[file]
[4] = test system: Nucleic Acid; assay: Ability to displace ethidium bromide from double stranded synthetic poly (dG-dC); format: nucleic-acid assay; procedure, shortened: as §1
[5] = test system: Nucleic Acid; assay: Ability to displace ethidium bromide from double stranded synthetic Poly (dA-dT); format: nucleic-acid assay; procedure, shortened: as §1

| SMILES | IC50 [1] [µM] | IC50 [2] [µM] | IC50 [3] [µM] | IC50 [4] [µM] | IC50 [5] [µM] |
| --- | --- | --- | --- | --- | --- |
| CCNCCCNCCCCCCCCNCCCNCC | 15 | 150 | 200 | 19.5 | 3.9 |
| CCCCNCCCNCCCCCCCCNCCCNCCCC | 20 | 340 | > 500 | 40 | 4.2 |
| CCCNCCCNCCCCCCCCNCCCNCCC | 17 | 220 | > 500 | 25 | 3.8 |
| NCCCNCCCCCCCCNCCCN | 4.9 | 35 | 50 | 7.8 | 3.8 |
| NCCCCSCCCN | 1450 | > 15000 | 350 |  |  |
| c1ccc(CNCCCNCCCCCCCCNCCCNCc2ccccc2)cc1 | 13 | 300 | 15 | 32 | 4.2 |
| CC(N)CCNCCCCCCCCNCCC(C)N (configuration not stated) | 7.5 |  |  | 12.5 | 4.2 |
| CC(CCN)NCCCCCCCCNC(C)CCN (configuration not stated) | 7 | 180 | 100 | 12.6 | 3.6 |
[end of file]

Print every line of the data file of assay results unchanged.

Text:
[4] = test system: Nucleic Acid; assay: Ability to displace ethidium bromide from double stranded synthetic poly (dG-dC); format: nucleic-acid assay; procedure, shortened: as §1
[5] = test system: Nucleic Acid; assay: Ability to displace ethidium bromide from double stranded synthetic Poly (dA-dT); format: nucleic-acid assay; procedure, shortened: as §1

| SMILES | IC50 [1] [µM] | IC50 [2] [µM] | IC50 [3] [µM] | IC50 [4] [µM] | IC50 [5] [µM] |
| --- | --- | --- | --- | --- | --- |
| CCNCCCNCCCCCCCCNCCCNCC | 15 | 150 | 200 | 19.5 | 3.9 |
| CCCCNCCCNCCCCCCCCNCCCNCCCC | 20 | 340 | > 500 | 40 | 4.2 |
| CCCNCCCNCCCCCCCCNCCCNCCC | 17 | 220 | > 500 | 25 | 3.8 |
| NCCCNCCCCCCCCNCCCN | 4.9 | 35 | 50 | 7.8 | 3.8 |
| NCCCCSCCCN | 1450 | > 15000 | 350 |  |  |
| c1ccc(CNCCCNCCCCCCCCNCCCNCc2ccccc2)cc1 | 13 | 300 | 15 | 32 | 4.2 |
| CC(N)CCNCCCCCCCCNCCC(C)N (configuration not stated) | 7.5 |  |  | 12.5 | 4.2 |
| CC(CCN)NCCCCCCCCNC(C)CCN (configuration not stated) | 7 | 180 | 100 | 12.6 | 3.6 |